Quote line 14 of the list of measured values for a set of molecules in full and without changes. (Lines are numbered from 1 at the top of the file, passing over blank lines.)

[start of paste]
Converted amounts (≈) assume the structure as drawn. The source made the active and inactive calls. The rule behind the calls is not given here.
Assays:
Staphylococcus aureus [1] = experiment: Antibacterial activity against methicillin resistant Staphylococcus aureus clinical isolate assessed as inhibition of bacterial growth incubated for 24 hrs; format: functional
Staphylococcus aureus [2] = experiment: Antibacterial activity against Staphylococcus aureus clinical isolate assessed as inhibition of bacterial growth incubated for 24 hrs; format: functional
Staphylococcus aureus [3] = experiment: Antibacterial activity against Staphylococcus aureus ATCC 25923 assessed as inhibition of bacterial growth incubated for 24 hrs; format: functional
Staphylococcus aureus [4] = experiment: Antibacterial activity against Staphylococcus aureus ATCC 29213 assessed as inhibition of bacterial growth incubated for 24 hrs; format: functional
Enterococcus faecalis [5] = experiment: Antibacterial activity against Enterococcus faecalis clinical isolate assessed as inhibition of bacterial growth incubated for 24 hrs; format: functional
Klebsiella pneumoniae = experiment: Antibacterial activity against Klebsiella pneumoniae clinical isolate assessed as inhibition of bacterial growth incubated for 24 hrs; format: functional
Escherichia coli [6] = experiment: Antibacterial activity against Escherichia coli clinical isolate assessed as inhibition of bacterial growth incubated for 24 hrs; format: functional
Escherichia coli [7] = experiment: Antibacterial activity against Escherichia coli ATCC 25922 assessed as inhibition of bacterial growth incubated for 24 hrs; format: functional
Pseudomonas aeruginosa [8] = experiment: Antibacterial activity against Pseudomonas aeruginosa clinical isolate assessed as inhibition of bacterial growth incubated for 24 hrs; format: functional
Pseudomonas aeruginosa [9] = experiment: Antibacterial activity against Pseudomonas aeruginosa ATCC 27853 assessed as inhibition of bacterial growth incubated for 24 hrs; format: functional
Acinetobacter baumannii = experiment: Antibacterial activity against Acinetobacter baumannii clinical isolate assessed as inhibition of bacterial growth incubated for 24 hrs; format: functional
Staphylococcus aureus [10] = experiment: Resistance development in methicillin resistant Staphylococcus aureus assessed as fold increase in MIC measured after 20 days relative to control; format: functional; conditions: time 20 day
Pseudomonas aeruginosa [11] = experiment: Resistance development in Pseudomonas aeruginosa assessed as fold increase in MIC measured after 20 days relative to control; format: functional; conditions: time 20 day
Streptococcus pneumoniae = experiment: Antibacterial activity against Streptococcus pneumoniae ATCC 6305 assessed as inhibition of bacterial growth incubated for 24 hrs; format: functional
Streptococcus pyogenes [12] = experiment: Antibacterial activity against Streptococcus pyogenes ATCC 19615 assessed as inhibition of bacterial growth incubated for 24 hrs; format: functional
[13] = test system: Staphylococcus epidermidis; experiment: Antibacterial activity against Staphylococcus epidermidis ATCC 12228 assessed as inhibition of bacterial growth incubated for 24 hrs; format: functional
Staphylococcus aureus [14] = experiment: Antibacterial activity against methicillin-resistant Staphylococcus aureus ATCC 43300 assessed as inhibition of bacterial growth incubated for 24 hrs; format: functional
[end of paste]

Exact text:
Staphylococcus aureus [10] = experiment: Resistance development in methicillin resistant Staphylococcus aureus assessed as fold increase in MIC measured after 20 days relative to control; format: functional; conditions: time 20 day